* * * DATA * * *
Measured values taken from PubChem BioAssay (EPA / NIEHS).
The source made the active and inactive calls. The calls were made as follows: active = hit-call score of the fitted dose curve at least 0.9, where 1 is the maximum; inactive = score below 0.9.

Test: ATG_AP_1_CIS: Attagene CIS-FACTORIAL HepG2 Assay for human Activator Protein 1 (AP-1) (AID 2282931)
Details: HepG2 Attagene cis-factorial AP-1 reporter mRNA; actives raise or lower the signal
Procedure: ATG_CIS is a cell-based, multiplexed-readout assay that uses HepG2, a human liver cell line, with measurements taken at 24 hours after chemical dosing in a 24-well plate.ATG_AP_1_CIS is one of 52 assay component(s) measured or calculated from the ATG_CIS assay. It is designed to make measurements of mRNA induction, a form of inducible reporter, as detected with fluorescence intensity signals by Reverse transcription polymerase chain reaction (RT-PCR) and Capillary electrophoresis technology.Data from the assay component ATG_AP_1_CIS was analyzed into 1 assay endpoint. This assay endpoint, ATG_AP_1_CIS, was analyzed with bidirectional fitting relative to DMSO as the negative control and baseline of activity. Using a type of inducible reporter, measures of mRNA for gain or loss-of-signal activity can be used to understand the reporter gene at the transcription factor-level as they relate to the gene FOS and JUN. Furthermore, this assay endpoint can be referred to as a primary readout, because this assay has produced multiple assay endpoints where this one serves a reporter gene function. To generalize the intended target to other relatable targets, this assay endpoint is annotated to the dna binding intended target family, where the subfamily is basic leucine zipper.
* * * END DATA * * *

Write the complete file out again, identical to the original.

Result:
Measured values taken from PubChem BioAssay (EPA / NIEHS).
The source made the active and inactive calls. The calls were made as follows: active = hit-call score of the fitted dose curve at least 0.9, where 1 is the maximum; inactive = score below 0.9.

Test: ATG_AP_1_CIS: Attagene CIS-FACTORIAL HepG2 Assay for human Activator Protein 1 (AP-1) (AID 2282931)
Details: HepG2 Attagene cis-factorial AP-1 reporter mRNA; actives raise or lower the signal
Procedure: ATG_CIS is a cell-based, multiplexed-readout assay that uses HepG2, a human liver cell line, with measurements taken at 24 hours after chemical dosing in a 24-well plate.ATG_AP_1_CIS is one of 52 assay component(s) measured or calculated from the ATG_CIS assay. It is designed to make measurements of mRNA induction, a form of inducible reporter, as detected with fluorescence intensity signals by Reverse transcription polymerase chain reaction (RT-PCR) and Capillary electrophoresis technology.Data from the assay component ATG_AP_1_CIS was analyzed into 1 assay endpoint. This assay endpoint, ATG_AP_1_CIS, was analyzed with bidirectional fitting relative to DMSO as the negative control and baseline of activity. Using a type of inducible reporter, measures of mRNA for gain or loss-of-signal activity can be used to understand the reporter gene at the transcription factor-level as they relate to the gene FOS and JUN. Furthermore, this assay endpoint can be referred to as a primary readout, because this assay has produced multiple assay endpoints where this one serves a reporter gene function. To generalize the intended target to other relatable targets, this assay endpoint is annotated to the dna binding intended target family, where the subfamily is basic leucine zipper.